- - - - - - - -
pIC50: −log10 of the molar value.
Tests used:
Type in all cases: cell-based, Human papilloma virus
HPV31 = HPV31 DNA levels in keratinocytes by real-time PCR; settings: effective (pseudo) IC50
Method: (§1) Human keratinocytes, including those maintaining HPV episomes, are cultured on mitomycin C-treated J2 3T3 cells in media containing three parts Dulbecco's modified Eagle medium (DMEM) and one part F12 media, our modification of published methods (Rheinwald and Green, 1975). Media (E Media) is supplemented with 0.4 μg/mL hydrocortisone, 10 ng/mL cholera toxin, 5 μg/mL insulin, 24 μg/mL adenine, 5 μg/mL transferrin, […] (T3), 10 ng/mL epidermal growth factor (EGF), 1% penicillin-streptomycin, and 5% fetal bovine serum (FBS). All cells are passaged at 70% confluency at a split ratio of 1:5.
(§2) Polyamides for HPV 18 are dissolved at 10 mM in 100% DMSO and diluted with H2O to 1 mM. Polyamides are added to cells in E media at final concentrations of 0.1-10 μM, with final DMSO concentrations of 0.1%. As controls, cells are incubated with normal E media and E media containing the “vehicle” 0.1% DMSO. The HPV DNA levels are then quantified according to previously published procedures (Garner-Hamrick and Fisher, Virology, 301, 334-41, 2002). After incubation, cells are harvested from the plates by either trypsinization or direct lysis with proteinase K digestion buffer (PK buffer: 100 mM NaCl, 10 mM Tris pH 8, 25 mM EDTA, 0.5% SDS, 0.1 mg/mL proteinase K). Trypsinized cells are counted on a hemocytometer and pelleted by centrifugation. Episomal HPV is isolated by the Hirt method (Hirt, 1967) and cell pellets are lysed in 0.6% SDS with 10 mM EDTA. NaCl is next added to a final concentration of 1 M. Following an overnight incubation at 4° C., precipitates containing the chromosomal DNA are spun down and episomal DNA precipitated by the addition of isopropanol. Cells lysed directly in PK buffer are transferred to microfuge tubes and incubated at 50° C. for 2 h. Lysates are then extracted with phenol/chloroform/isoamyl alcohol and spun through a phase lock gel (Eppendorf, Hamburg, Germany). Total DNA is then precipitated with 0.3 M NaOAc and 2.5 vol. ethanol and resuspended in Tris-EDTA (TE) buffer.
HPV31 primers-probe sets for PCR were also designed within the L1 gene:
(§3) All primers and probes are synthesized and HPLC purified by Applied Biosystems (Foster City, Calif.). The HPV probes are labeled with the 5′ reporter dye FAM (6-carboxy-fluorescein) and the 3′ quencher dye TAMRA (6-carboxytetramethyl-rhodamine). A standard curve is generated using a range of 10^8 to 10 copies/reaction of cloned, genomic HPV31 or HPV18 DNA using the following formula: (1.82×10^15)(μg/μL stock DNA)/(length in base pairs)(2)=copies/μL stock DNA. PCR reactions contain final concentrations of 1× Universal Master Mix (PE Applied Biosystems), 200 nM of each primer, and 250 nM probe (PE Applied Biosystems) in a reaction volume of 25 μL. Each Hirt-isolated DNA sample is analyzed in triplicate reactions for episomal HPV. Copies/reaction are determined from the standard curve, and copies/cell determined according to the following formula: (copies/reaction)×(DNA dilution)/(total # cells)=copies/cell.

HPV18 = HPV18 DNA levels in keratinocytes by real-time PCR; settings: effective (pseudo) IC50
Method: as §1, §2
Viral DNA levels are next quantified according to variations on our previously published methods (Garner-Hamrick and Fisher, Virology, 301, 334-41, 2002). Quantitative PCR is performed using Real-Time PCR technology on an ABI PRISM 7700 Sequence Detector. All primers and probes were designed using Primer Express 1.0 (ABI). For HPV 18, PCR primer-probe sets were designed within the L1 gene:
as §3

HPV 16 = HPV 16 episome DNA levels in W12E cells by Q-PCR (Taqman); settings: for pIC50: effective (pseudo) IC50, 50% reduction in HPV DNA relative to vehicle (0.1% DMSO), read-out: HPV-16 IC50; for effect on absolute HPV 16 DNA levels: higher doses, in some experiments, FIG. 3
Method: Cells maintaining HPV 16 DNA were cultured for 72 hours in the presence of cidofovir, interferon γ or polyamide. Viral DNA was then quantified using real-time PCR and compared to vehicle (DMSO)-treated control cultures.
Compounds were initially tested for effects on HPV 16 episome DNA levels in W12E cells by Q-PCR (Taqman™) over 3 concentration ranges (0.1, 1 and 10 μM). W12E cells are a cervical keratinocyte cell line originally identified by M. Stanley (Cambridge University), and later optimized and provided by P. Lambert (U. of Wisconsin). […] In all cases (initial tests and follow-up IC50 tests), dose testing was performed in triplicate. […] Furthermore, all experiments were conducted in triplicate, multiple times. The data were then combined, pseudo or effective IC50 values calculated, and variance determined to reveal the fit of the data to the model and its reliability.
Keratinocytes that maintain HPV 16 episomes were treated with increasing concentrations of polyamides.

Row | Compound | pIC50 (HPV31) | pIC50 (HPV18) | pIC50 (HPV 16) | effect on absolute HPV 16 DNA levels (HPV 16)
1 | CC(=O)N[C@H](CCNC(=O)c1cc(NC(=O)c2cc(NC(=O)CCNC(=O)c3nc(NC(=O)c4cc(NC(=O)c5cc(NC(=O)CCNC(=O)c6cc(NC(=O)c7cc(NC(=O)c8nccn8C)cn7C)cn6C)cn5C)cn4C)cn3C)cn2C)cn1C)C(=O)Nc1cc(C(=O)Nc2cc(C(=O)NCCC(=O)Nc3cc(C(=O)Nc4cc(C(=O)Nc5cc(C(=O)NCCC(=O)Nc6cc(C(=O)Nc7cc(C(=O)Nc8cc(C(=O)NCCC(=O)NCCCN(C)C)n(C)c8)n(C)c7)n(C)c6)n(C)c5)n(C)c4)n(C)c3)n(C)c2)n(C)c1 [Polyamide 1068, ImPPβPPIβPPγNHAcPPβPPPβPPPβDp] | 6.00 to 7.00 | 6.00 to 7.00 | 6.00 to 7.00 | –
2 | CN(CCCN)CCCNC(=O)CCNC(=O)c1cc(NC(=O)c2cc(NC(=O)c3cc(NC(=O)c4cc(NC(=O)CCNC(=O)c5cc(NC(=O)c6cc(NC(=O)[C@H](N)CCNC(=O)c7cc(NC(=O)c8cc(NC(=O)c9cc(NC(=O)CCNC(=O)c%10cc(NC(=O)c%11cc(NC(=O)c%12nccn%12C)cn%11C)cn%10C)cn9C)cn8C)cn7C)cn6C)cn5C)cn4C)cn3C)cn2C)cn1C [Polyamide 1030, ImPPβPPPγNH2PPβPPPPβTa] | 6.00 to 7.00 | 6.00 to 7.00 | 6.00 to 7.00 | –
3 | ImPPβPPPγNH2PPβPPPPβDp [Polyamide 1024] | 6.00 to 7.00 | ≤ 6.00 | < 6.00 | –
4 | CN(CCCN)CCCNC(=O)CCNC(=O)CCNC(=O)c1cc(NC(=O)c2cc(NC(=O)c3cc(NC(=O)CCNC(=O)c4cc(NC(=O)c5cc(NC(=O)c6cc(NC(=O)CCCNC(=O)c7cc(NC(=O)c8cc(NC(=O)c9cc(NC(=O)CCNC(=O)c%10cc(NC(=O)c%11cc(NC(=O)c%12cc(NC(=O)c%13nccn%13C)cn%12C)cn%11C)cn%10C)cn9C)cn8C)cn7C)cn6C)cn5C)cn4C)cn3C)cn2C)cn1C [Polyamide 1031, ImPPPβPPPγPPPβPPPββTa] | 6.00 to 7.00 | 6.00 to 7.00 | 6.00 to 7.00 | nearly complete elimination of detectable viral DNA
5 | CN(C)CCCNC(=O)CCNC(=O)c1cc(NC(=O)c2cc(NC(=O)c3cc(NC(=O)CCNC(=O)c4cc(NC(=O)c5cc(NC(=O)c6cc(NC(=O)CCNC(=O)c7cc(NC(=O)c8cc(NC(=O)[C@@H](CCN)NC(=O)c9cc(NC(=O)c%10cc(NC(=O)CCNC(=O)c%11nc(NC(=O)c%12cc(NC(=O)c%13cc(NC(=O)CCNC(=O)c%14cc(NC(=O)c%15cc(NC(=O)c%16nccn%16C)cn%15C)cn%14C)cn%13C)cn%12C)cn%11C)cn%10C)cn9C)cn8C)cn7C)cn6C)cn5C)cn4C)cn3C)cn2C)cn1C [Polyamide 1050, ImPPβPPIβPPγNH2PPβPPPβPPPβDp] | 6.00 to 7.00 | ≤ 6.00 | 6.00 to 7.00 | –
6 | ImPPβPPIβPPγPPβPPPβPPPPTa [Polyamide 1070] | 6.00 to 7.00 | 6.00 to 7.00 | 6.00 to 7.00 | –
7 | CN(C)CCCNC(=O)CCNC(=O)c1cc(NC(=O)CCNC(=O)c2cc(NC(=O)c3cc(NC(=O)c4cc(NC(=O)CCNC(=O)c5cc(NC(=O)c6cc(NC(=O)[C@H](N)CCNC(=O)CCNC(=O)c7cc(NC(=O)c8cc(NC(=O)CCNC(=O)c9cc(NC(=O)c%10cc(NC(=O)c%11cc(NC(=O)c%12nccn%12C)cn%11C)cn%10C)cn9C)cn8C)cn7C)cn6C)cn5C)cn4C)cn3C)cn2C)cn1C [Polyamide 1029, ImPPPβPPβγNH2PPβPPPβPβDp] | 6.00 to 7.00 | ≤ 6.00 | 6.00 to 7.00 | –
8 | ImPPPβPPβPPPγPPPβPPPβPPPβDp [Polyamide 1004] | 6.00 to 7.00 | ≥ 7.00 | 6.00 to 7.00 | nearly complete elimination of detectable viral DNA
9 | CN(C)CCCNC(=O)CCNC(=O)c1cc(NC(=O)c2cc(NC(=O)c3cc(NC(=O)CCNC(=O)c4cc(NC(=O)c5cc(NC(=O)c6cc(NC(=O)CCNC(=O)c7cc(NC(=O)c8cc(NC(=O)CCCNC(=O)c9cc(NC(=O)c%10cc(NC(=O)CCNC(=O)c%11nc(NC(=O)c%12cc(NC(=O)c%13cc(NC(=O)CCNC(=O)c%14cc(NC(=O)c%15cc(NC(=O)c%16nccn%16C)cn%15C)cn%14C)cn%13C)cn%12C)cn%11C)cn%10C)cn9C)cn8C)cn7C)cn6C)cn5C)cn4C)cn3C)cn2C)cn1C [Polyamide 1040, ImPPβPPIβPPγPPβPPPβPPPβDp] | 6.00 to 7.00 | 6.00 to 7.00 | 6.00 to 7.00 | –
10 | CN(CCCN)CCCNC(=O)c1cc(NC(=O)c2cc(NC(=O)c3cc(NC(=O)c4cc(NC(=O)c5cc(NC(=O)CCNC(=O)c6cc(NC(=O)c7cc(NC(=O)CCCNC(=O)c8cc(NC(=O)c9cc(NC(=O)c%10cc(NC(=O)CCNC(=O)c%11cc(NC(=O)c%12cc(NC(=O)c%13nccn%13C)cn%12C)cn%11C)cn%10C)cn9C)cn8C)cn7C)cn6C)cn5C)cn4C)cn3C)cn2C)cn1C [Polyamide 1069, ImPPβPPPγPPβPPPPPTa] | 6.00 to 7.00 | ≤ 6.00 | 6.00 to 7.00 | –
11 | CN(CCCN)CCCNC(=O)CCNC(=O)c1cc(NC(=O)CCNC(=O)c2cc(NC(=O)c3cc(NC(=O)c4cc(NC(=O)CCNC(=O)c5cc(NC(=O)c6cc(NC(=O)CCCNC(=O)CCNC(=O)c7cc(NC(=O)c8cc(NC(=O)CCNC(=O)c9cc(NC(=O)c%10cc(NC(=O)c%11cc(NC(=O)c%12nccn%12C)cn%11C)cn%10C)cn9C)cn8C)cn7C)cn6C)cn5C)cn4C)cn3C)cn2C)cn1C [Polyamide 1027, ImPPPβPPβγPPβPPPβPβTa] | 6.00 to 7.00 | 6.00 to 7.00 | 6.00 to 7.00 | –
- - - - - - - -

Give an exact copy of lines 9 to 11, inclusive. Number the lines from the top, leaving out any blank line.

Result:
HPV18 = HPV18 DNA levels in keratinocytes by real-time PCR; settings: effective (pseudo) IC50
Method: as §1, §2
Viral DNA levels are next quantified according to variations on our previously published methods (Garner-Hamrick and Fisher, Virology, 301, 334-41, 2002). Quantitative PCR is performed using Real-Time PCR technology on an ABI PRISM 7700 Sequence Detector. All primers and probes were designed using Primer Express 1.0 (ABI). For HPV 18, PCR primer-probe sets were designed within the L1 gene: